All J-pop looks and sounds pretty strange to us Westerners, but the genre’s most freshly minted superstar, Kyary Pamyu Pamyu, takes things to a whole new level. She’s sometimes described as Japan’s answer to Lady Gaga, but it would probably be more fair to describe her as the majokko lovechild of Katy Perry and Psy. Like those two, her music tends to be polarizing (you either think it’s adorably catchy pop or annoyingly repetitive drivel), her dance moves tend to be varying degrees of ridiculous, and most importantly, her costumes and music videos tend to be garish eye candy explosions in which the cute, the comical and the grotesque intermingle in all sorts of head-scratchingly unexpected ways. You may prefer to watch Kyary Pamyu Pamyu’s videos with the sound turned down, but I bet you’ll watch them all the way through.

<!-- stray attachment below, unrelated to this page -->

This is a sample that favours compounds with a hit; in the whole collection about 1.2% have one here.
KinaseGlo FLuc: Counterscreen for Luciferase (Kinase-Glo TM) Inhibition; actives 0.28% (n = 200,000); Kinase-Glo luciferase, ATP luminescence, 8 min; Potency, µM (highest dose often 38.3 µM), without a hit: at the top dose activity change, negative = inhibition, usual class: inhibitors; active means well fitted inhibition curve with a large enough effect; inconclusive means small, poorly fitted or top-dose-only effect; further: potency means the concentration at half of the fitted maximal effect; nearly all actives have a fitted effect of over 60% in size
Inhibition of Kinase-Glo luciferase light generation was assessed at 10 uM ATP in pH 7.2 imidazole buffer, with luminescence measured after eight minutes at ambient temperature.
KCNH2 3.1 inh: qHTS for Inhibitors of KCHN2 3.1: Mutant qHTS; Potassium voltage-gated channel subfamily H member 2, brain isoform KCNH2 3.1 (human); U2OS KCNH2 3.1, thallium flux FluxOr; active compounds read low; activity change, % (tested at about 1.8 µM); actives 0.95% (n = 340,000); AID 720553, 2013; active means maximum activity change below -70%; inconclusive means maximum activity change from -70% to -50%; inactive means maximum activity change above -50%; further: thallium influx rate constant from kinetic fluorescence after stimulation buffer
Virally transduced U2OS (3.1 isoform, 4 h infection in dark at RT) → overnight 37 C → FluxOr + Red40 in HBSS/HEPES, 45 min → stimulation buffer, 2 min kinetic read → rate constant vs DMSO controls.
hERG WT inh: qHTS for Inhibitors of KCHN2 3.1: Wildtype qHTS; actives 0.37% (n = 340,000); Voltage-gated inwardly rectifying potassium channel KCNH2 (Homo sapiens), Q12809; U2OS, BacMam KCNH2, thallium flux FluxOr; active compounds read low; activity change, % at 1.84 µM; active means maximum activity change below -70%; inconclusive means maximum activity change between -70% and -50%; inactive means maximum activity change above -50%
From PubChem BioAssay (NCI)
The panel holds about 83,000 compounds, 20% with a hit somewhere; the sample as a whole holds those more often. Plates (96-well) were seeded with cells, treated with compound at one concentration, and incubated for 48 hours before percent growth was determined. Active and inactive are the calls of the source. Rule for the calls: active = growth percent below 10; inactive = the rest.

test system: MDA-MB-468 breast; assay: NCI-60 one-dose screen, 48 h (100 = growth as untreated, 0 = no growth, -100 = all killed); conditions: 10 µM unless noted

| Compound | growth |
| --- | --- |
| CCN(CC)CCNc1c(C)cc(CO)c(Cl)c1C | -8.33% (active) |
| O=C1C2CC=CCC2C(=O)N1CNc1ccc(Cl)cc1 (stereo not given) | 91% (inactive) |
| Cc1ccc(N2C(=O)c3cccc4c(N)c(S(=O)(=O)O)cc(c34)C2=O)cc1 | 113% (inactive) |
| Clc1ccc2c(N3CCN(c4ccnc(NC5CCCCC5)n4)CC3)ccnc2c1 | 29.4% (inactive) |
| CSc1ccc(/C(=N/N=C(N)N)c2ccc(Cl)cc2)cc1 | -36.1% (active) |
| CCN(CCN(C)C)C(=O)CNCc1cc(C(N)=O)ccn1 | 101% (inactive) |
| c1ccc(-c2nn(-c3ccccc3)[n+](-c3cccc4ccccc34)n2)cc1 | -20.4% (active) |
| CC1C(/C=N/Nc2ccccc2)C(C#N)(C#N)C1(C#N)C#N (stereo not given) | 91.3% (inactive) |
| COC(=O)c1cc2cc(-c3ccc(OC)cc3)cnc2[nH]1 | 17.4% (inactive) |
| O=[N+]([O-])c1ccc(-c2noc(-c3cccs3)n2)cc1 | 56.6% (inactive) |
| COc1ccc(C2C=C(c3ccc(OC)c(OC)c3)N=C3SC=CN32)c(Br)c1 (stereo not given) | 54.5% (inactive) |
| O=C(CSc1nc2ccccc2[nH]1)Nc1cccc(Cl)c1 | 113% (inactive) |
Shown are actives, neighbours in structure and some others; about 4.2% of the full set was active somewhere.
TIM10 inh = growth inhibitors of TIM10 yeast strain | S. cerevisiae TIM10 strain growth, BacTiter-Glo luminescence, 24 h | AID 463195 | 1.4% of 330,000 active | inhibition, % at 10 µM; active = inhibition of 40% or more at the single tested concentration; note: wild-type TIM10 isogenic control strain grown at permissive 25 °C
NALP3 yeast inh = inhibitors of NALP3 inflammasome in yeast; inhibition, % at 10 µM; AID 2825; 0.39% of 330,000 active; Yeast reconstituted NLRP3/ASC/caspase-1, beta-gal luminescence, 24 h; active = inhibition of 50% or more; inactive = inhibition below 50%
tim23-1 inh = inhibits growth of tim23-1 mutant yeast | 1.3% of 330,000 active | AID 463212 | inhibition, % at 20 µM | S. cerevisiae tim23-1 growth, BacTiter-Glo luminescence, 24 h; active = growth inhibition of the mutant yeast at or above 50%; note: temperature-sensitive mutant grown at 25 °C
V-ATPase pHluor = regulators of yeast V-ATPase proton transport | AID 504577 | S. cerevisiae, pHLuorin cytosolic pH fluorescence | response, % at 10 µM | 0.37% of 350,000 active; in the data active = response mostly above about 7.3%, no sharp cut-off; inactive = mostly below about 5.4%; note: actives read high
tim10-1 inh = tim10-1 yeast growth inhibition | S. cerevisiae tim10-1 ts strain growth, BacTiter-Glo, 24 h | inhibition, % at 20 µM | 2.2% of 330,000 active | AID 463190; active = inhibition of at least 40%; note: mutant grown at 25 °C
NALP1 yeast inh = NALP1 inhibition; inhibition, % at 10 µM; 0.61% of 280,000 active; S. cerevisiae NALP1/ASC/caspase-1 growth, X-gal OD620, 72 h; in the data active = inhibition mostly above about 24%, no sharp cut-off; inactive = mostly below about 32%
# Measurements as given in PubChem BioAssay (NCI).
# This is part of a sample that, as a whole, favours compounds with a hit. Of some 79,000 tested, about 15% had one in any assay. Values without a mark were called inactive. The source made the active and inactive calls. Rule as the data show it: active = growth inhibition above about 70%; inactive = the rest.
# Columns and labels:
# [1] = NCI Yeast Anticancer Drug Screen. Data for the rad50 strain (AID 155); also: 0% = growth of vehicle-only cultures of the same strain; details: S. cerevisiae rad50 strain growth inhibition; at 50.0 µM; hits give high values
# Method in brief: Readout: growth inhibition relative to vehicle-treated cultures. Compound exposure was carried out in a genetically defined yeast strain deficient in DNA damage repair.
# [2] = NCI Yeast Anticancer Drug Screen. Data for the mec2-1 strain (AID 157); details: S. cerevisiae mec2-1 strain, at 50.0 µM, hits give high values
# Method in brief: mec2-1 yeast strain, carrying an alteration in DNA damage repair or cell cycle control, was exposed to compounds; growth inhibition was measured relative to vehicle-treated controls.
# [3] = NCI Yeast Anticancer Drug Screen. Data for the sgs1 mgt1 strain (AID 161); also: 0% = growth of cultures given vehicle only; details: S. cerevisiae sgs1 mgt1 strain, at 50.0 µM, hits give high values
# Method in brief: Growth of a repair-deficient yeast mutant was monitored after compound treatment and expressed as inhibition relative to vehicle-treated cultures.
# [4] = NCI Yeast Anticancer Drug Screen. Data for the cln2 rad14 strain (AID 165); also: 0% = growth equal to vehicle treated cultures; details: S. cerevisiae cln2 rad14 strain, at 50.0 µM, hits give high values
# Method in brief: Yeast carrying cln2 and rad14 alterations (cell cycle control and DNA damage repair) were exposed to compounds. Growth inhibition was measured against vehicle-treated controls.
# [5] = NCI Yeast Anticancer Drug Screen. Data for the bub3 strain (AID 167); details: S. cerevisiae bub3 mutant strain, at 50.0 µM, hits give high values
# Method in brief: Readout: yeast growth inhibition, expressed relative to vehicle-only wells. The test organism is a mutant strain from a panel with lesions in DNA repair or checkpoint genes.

Kyary, who’s only 20, got her start as a fashion blogger and model associated with Harajuku, the youthful Japanese clothing style known for its bright colors and obsession with all things “kawaii” (cute). Kyary’s unique spin on Harajuku has always been to inject it with a touch of the bizarre: a rubber shark hat, a demonic painted-on mouth, hair clips with eyeballs on them. “I love grotesque things,” she told one interviewer. “There are so many ‘just cute’ things in the world, so I add grotesque, scary and even shocking materials like eyeballs and brains to balance out the cuteness.”